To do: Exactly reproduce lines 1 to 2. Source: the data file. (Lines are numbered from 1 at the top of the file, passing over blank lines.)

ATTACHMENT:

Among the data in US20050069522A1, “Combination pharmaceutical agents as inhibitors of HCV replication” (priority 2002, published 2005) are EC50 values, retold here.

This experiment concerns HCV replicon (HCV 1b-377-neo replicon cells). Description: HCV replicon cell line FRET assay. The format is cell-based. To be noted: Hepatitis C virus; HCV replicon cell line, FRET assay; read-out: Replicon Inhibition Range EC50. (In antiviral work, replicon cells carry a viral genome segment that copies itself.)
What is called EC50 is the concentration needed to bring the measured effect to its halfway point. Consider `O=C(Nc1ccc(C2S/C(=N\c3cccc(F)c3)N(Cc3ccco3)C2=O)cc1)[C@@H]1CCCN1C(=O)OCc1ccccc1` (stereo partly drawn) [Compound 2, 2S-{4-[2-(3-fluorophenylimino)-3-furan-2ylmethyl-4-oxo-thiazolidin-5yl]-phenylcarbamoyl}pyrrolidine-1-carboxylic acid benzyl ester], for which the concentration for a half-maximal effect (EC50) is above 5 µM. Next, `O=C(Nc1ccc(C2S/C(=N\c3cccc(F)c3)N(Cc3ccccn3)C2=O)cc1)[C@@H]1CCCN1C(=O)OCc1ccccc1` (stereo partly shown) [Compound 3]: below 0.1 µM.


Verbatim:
Among the data in US20050069522A1, “Combination pharmaceutical agents as inhibitors of HCV replication” (priority 2002, published 2005) are EC50 values, retold here.

This experiment concerns HCV replicon (HCV 1b-377-neo replicon cells). Description: HCV replicon cell line FRET assay. The format is cell-based. To be noted: Hepatitis C virus; HCV replicon cell line, FRET assay; read-out: Replicon Inhibition Range EC50. (In antiviral work, replicon cells carry a viral genome segment that copies itself.)